The government is set to continue a revamped and re-targeted wage subsidy when it delivers its Thursday economic statement amid massive uncertainty about the trajectory of COVID-19 in the two largest states.
Finance Minister Mathias Cormann on Sunday said JobKeeper would be extended but with changes.
“There will be some adjustments to the scheme to make sure it is appropriate for the next phase,” he said.
Thursday’s statement is being framed when it is unclear whether Victoria, under a new shutdown, will get on top of its second wave - Sunday’s tally was 363 cases for the previous 24 hours and three deaths – and things are at a tipping point in NSW, with 18 new cases.
Mask-wearing in public will be compulsory from midnight Wednesday in Melbourne and in the Mitchell Shire.
The NSW government announced late Sunday there will be further restrictions on entering NSW from Victoria. There will be a strict new border zone, tightened permit conditions and stronger enforcement powers.
The doubt about where the COVID-19 situation will go from here makes projecting the economic numbers extremely difficult.
Cormann told Sky businesses particularly severely hit by the crisis would need an extra period of support so they could hang onto their workers.
Towards the end of September – when the JobKeeper program was due to finish – it would be important to reassess which businesses should still be receiving the support, he said.
“In the first six months, irrespective of what happened to your turnover after you initially qualified, you were in.
"But as we go into this new period, there is a need to reassess whether that support is still needed for specific businesses.”
The government is trying to set a determinedly upbeat tone. “The situation now is better than what we feared would be the case now,” Cormann said.
He said the aid would not be specifically targeted to Victoria, but given the circumstances more businesses there would qualify.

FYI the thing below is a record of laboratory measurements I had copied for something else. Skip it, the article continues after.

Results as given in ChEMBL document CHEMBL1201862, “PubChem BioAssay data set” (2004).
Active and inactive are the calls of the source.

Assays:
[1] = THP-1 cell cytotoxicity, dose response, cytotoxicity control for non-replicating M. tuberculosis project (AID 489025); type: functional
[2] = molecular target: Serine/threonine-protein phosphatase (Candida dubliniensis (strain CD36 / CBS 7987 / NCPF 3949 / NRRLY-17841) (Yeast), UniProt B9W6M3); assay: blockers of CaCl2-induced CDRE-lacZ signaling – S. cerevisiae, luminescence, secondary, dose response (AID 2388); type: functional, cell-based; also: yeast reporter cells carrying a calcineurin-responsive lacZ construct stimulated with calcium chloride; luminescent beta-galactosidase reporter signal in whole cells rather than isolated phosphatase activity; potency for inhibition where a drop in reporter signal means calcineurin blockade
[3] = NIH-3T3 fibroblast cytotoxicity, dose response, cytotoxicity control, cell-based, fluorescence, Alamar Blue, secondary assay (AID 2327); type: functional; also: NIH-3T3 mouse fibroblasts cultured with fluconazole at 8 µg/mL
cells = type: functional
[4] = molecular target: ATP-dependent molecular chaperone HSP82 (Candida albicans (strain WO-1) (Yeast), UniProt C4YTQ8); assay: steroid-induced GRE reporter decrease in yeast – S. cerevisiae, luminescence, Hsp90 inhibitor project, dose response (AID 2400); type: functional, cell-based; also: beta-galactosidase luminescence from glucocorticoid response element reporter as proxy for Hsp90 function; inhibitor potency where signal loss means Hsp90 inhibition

The government is also dealing with the future of JobSeeker which was effectively doubled for the pandemic. It is expected to be lowered but not to the old level.
Cormann said: “The current enhanced JobSeeker arrangements come to an end at the end of September. We will, the same as with JobKeeper, in a responsible fashion, seek to phase this back into a more situation as normal.”
Scott Morrison announced at the weekend the parliamentary sitting fortnight that was due to start on August 4 will be cancelled.
He said Acting Chief Medical Officer Paul Kelly had advised there would be significant risk in having parliament sit then, given increased community transmission in Victoria and the trends in NSW. Kelly had advised the risks were “unlikely to be resolved in the next month,” Morrison said.
Morrison quoted Kelly as saying, “The entry of a high-risk group of individuals could jeopardise the health situation in the ACT and place residents at unnecessary risk of infection. In addition, the health risk to members and senators and their staff from other jurisdictions is a material concern.”
The next parliamentary sitting is now scheduled for Augusts 24.
Labor’s finance spokeswoman Katy Gallagher said parliament couldn’t continue to be cancelled every time there was an outbreak.
She said in light of businesses adapting, “it is going to require parliament to do the same thing”.
Meanwhile the Senate committee examining the government’s COVID responses, which she chairs, will convene extra hearings.
Authors: Michelle Grattan, Professorial Fellow, University of Canberra